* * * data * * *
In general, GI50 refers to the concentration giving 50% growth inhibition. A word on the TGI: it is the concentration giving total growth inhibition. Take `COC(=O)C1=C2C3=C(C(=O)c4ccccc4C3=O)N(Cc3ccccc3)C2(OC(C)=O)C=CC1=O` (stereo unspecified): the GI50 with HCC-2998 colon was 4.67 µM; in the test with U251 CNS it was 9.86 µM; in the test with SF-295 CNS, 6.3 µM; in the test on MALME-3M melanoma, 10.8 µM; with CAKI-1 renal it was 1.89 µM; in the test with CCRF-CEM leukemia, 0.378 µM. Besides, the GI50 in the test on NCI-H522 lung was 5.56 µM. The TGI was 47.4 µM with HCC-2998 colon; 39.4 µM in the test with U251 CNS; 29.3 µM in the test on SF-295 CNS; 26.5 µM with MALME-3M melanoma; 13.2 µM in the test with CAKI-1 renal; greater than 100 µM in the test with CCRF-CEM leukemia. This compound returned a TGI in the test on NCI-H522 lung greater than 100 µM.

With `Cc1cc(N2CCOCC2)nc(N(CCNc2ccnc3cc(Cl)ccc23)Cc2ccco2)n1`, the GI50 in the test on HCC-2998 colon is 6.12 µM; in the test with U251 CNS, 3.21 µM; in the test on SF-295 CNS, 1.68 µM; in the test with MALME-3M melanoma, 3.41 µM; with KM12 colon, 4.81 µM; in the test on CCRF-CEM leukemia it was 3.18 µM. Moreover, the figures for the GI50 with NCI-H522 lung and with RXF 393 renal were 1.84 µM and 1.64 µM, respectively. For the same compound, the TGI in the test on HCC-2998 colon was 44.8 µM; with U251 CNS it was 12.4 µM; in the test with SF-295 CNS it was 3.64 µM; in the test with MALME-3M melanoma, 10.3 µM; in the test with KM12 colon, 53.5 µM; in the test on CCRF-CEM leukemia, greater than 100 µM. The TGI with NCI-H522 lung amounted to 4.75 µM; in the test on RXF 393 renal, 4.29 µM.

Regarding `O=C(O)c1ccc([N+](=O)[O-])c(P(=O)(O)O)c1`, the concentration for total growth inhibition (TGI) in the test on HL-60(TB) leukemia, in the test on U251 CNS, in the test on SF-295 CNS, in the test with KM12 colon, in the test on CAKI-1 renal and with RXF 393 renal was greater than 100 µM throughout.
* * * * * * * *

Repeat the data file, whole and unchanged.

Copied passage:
In general, GI50 refers to the concentration giving 50% growth inhibition. A word on the TGI: it is the concentration giving total growth inhibition. Take `COC(=O)C1=C2C3=C(C(=O)c4ccccc4C3=O)N(Cc3ccccc3)C2(OC(C)=O)C=CC1=O` (stereo unspecified): the GI50 with HCC-2998 colon was 4.67 µM; in the test with U251 CNS it was 9.86 µM; in the test with SF-295 CNS, 6.3 µM; in the test on MALME-3M melanoma, 10.8 µM; with CAKI-1 renal it was 1.89 µM; in the test with CCRF-CEM leukemia, 0.378 µM. Besides, the GI50 in the test on NCI-H522 lung was 5.56 µM. The TGI was 47.4 µM with HCC-2998 colon; 39.4 µM in the test with U251 CNS; 29.3 µM in the test on SF-295 CNS; 26.5 µM with MALME-3M melanoma; 13.2 µM in the test with CAKI-1 renal; greater than 100 µM in the test with CCRF-CEM leukemia. This compound returned a TGI in the test on NCI-H522 lung greater than 100 µM.

With `Cc1cc(N2CCOCC2)nc(N(CCNc2ccnc3cc(Cl)ccc23)Cc2ccco2)n1`, the GI50 in the test on HCC-2998 colon is 6.12 µM; in the test with U251 CNS, 3.21 µM; in the test on SF-295 CNS, 1.68 µM; in the test with MALME-3M melanoma, 3.41 µM; with KM12 colon, 4.81 µM; in the test on CCRF-CEM leukemia it was 3.18 µM. Moreover, the figures for the GI50 with NCI-H522 lung and with RXF 393 renal were 1.84 µM and 1.64 µM, respectively. For the same compound, the TGI in the test on HCC-2998 colon was 44.8 µM; with U251 CNS it was 12.4 µM; in the test with SF-295 CNS it was 3.64 µM; in the test with MALME-3M melanoma, 10.3 µM; in the test with KM12 colon, 53.5 µM; in the test on CCRF-CEM leukemia, greater than 100 µM. The TGI with NCI-H522 lung amounted to 4.75 µM; in the test on RXF 393 renal, 4.29 µM.

Regarding `O=C(O)c1ccc([N+](=O)[O-])c(P(=O)(O)O)c1`, the concentration for total growth inhibition (TGI) in the test on HL-60(TB) leukemia, in the test on U251 CNS, in the test on SF-295 CNS, in the test with KM12 colon, in the test on CAKI-1 renal and with RXF 393 renal was greater than 100 µM throughout.